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September 2014

Iron Intake During Pregnancy Might Be Linked to Autism Risk

New research suggests that iron intake during pregnancy might be linked with autism risk in children.

Autism is a brain disorder that is associated with a wide range of developmental problems, especially in communication and social interaction. Although most children are not diagnosed with autism until they are around preschool age, the first signs of autism generally appear between 12 and 18 months of age. The severity of symptoms varies among patients.

In a new study, researchers reviewed data on children from the Childhood Autism Risks from Genetics and the Environment (CHARGE) Study from 2003 to 2009. Of the children enrolled in the study, 520 were diagnosed with autism and 346 were of normal development. Data on iron intake during pregnancy was reported by the mothers during interviews.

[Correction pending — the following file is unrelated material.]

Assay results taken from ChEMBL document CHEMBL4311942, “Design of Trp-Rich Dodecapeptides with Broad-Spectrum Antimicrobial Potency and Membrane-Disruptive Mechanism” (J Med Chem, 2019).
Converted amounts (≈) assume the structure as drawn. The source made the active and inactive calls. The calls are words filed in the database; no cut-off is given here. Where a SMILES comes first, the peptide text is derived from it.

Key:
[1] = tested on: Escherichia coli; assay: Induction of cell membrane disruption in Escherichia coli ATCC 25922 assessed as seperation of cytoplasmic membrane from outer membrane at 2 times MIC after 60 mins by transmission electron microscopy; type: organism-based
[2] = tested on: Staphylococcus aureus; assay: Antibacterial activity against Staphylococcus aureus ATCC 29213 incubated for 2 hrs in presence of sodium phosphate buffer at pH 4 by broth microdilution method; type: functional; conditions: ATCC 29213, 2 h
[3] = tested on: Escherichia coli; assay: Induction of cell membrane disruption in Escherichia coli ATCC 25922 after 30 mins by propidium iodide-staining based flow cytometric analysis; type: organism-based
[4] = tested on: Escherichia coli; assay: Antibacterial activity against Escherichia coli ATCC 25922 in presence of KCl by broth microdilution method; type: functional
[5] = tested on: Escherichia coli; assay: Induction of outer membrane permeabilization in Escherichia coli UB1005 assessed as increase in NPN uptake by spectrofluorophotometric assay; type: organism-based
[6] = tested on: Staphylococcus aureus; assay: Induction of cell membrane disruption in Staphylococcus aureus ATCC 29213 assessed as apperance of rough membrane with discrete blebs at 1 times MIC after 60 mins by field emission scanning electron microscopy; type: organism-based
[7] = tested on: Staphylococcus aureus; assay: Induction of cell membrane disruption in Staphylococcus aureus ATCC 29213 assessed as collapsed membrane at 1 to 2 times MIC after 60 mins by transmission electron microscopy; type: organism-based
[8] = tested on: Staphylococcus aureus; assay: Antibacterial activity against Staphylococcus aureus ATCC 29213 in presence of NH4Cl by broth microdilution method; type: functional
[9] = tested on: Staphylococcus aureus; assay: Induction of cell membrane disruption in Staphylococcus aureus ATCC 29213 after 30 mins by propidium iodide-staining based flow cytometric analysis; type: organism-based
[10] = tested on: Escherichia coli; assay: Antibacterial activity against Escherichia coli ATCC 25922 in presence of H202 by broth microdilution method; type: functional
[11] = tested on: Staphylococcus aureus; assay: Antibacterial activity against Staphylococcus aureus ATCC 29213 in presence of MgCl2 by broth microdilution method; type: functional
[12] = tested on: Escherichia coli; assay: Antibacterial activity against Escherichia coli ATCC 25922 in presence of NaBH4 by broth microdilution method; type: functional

The researchers found that mothers with autistic children were less likely to report taking iron supplements and had lower average daily iron intakes than those with children of normal development. Furthermore, high daily iron intake was linked to a reduced risk of autism when compared to mothers with the lowest iron intake. This link was especially high during breastfeeding.

The authors concluded that iron intake of mothers might be linked to the risk of autism in children. However, this study only suggests a potential association and does not prove a cause-and-effect relationship. Further research is warranted before any conclusions can be made.

For information about iron, please visit Natural Standard’s Food, Herbs & Supplements Database.

References

  1. Natural Standard: The Authority on Integrative Medicine.
  2. Schmidt RJ, Tancredi DJ, Krakowiak P, et al. Maternal Intake of Supplemental Iron and Risk of Autism Spectrum Disorder. Am J Epidemiol. 2014 Sep 22.

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